How to get around that pesky copyrighted-audio filter on YouTube and Facebook
After finally taking a crack at turning some of my home movies into suped-up iMovie ’09 videos, complete with snazzy transitions and audio fading up and down, I learned a hard lesson: It’s next to impossible to share these movies with anyone once you’ve created them.
Sure, if you can sit everyone in front of your computer, or hook it up to a TV, you can have do a show in your home. But if you want to be able to share the clips on the web, sites like YouTube and Facebook will most likely reject them if you’ve got any sort of copyrighted audio attached. And really, who creates a home movie montage without a song or two from iTunes.
So, that was my dilemma last night where, after spending more than an hour slicing my movie together, I got a threatening “Notice of Alleged Copyright Violation” email from Facebook. Meanwhile YouTube didn’t even let the video come through at all. A little poking around the web confirmed that, indeed, the sites are vigilantly checking to see if copyrighted audio is in the background of any clips on their sites.
youtube has contracted the services of a company called “audible magic” – an RIAA sweetheart which has developed special sound-recognition software that can identify any copyrighted song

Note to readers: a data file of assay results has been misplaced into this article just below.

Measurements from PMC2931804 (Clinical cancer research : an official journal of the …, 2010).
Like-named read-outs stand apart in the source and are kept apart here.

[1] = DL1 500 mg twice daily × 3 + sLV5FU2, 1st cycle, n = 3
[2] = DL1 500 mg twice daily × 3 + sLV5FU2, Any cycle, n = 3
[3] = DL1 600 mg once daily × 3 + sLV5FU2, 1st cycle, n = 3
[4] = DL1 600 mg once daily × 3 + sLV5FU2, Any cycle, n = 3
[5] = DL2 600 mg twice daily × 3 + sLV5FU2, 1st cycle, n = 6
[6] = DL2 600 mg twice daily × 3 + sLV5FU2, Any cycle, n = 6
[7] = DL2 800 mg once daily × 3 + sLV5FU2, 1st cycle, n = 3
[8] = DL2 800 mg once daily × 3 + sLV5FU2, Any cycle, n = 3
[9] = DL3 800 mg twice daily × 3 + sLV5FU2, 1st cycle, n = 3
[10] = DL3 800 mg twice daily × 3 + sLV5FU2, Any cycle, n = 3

every significant music distributor (and now film and video, too) sends its content to AM to be logged into the database. so AM’s database is always up to date with millions and millions of files to compare. AM has (and has continually improved) “fingerprinting” technology that can recognize that content, even if you ripped it at a different bit rate, removed the first ten seconds, or recorded it off a jukebox at a bar
That same article on Yahoo Answers also pointed out a simple fix: As long as you can fundamentally change the pitch of the background music, you can usually bypass the Audible Magic filter. After downloading the latest beta version of Audacity for Mac, I did just that. I imported the song I wanted to use, then went into EFFECT –> CHANGE PITCH. Initially I tried changing the song by only -.5 semitones (a half-step), but even that didn’t make it past the filter. Changing the song by a full step, though, did the trick.
After making the change, I exported the audio as an MP3 file, then reimported into iMovie. Happily, most of the audio tweaking I’d done (mostly ducking the audio so you can hear the original audio on some clips) was preserved. Once again, I exported the movie file and uploaded to YouTube. This time, my movie made it through intact. Mostly. Yes, the background song is a full note off key, but it’s hardly ruined. If only I’d used Bob Dylan, you wouldn’t even be able to tell in the first place.
In case that all wasn’t clear enough, here’s a full blown video tutorial that somebody else put up on YouTube: